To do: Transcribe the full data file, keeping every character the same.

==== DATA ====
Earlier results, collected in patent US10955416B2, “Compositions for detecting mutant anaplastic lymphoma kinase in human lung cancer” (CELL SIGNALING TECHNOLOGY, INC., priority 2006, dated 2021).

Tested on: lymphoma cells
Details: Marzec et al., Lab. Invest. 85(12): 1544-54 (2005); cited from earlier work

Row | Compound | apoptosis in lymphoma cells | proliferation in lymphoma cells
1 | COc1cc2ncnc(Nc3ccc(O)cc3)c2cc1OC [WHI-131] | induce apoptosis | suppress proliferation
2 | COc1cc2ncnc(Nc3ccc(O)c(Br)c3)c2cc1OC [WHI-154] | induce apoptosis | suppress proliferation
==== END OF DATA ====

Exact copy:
Earlier results, collected in patent US10955416B2, “Compositions for detecting mutant anaplastic lymphoma kinase in human lung cancer” (CELL SIGNALING TECHNOLOGY, INC., priority 2006, dated 2021).

Tested on: lymphoma cells
Details: Marzec et al., Lab. Invest. 85(12): 1544-54 (2005); cited from earlier work

Row | Compound | apoptosis in lymphoma cells | proliferation in lymphoma cells
1 | COc1cc2ncnc(Nc3ccc(O)cc3)c2cc1OC [WHI-131] | induce apoptosis | suppress proliferation
2 | COc1cc2ncnc(Nc3ccc(O)c(Br)c3)c2cc1OC [WHI-154] | induce apoptosis | suppress proliferation